Massachusetts Lawmakers Receive National Distinguished Advocacy Award for Championing Lifesaving Cancer Public Policy
BOSTON – Massachusetts Rep. Danielle Gregoire and Massachusetts Sen.
Salem, Ore.– July 6, 2017—Today, the Oregon House took steps to save lives by protecting kids from a lifetime of addiction when it passed Senate Bill 754 to raise Oregon’s sales age for all tobacco products, including electronic cigarettes, to 21. The bill passed the Senate, but was amended in the House this week to ensure youth under age 21 are not penalized for possessing tobacco. SB 754, sponsored by Sen. Elizabeth Steiner (D-Beaverton) and Rep. Rich Vial (R-Scholls), heads back to the Senate for a concurrent vote before heading to Governor Kate Brown’s desk. Governor Brown has expressed support for the bill and is expected to sign it.
Tobacco use is the leading cause of preventable death, claiming the lives of 5,500 Oregonians each year. Tobacco use also causes roughly 28 percent of all cancer deaths in the state. Unless we can reduce the number of young people who start smoking, 68,000 Oregon kids alive today will die early from a tobacco-related disease.
The Tobacco 21 For Oregon coalition, led by the American Cancer Society Cancer Action Network (ACS CAN), American Heart Association, American Lung Association and Oregon Health & Science University, advocated for this “tobacco 21” policy to reduce tobacco use, especially among kids, and prevent death from tobacco-related illnesses.
“As a physician, I’m committed to passing legislation to improve the health and lives of Oregonians. That’s why I’m proud to be the chief sponsor of Senate Bill 754, which will prevent young people from a lifetime of tobacco and e-cigarette addiction,” said Senator Steiner Hayward. “If signed by the governor, this new law will go a long way to preventing cancer as well as heart and lung disease.”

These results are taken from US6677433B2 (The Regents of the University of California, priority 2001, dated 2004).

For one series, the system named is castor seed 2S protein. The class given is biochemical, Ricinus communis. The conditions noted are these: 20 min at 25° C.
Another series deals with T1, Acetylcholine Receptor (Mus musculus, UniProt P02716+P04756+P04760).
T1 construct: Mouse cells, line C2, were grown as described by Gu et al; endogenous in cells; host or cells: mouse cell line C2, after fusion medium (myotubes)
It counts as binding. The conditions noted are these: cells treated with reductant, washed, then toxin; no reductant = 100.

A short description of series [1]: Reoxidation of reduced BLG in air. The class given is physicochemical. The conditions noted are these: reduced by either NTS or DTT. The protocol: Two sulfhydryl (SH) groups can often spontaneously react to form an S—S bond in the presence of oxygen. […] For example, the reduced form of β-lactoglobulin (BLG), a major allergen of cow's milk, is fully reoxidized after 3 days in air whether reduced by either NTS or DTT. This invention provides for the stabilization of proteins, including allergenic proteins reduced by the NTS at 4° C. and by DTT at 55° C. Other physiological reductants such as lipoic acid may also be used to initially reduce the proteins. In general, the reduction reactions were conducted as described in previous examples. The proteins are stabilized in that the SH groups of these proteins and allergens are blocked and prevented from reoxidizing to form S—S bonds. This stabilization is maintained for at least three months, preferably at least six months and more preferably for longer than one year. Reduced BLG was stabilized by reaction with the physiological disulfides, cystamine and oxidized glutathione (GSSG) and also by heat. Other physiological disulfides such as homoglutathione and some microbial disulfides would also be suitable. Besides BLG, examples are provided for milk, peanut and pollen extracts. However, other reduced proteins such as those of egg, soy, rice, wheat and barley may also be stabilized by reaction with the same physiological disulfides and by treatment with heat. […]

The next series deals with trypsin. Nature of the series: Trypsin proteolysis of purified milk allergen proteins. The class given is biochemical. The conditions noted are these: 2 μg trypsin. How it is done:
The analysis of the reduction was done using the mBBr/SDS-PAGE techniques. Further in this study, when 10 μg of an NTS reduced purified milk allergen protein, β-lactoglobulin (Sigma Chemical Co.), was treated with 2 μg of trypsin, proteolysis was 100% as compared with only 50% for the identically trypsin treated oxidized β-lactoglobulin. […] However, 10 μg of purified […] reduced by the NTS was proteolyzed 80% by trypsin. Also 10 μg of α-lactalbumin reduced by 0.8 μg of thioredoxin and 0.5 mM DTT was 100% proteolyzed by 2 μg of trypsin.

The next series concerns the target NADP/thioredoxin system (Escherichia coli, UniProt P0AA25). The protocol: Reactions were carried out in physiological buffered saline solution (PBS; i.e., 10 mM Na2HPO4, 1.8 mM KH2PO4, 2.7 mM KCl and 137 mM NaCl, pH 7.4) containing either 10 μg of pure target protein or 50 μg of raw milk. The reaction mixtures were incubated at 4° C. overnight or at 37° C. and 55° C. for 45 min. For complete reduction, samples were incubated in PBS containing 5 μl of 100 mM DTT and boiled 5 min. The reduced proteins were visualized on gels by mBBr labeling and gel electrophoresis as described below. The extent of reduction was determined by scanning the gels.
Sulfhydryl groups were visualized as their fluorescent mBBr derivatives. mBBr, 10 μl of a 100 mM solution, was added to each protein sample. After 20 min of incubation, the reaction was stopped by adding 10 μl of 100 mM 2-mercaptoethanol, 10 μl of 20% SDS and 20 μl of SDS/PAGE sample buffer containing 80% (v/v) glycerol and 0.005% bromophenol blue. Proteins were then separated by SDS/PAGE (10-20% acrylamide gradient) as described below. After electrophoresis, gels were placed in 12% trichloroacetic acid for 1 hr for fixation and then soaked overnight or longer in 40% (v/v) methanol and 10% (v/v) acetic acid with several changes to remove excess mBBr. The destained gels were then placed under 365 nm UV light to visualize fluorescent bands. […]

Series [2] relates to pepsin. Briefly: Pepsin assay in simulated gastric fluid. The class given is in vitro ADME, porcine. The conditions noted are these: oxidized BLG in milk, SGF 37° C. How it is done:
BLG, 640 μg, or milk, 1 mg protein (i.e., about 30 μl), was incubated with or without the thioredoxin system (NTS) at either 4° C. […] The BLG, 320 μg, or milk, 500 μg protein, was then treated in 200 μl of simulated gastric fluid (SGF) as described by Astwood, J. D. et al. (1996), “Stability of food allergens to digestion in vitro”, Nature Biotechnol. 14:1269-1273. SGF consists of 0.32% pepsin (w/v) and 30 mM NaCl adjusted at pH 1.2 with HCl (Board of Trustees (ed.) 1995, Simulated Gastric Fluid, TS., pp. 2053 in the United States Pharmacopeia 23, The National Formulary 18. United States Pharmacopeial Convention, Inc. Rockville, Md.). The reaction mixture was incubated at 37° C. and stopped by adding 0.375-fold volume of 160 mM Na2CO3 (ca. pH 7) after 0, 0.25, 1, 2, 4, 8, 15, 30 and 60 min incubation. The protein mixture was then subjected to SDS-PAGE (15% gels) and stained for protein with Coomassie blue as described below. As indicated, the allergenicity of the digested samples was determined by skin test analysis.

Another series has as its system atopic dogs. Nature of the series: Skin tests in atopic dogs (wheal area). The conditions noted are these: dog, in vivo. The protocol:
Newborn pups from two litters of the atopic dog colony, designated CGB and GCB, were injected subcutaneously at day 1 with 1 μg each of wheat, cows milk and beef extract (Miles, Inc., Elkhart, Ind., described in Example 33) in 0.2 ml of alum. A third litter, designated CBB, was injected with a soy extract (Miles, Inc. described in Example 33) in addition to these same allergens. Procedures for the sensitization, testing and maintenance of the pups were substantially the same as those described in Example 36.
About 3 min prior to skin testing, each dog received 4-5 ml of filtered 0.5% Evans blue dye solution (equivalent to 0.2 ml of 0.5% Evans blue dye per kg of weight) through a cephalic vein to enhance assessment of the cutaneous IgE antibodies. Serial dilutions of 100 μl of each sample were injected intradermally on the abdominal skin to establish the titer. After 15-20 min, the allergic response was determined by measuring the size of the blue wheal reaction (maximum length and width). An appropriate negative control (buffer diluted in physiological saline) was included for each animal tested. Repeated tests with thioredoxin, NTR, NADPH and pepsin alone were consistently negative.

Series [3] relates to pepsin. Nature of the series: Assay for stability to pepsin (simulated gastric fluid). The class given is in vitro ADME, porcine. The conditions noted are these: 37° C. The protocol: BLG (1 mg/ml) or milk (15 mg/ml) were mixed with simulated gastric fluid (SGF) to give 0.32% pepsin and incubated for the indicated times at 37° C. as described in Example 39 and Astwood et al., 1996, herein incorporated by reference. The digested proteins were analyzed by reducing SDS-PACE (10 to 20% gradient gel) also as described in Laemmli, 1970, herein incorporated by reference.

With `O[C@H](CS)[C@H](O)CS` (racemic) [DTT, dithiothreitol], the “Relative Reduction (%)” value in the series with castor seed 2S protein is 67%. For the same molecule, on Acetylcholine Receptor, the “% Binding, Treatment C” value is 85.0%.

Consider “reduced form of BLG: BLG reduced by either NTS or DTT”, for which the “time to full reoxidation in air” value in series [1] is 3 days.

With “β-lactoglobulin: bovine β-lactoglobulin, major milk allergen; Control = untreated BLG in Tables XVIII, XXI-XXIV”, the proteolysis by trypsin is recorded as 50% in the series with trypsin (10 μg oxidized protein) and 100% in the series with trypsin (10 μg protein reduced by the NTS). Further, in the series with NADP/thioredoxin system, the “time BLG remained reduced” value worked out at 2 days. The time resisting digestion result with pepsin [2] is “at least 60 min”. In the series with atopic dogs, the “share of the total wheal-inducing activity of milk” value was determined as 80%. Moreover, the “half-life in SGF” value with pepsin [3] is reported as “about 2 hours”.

Roughly 1,800 Oregon kids become new daily smokers every year and an alarming 24 percent of Oregon’s 11th graders report using tobacco products. The increase in sales age will keep tobacco products out of high schools, where young teens often access them from older classmates.
“High school is a prime time for youth to begin a tobacco addiction, but we know that if kids don’t pick up a cigarette during these vulnerable teenage years that most of them will never start smoking later,” said Christopher Friend, Oregon government relations director, American Cancer Society Cancer Action Network. “In fact, 95 percent of adult smokers begin smoking before they turn 21.”
The higher sales age also helps offset the tobacco industry’s attempts to target young people at a critical period when many people transition from experimenting with tobacco to become regular, daily smokers.
Tobacco use costs the state more than $1.5 billion in annual health care costs and Oregonians pay $788 in taxes to cover the financial burden of tobacco on our economy. This legislation will help alleviate the financial impact of tobacco use.
“I am honored to serve as a chief co-sponsor of SB 754 in the House. Research has shown that raising the minimum legal sale age of tobacco products and electronic cigarettes to 21 years, in line with alcohol and marijuana, significantly reduces the number of youth who begin using these products and become addicted to them, saving Oregonians billions of tax dollars, and the lives of thousands of loved ones, each year,” added Rep. Vial.
If signed by Governor Brown, Oregon will become just the third state – following Hawaii and California – to raise its tobacco sales age to 21. More than 220 counties and cities nationwide have passed this policy.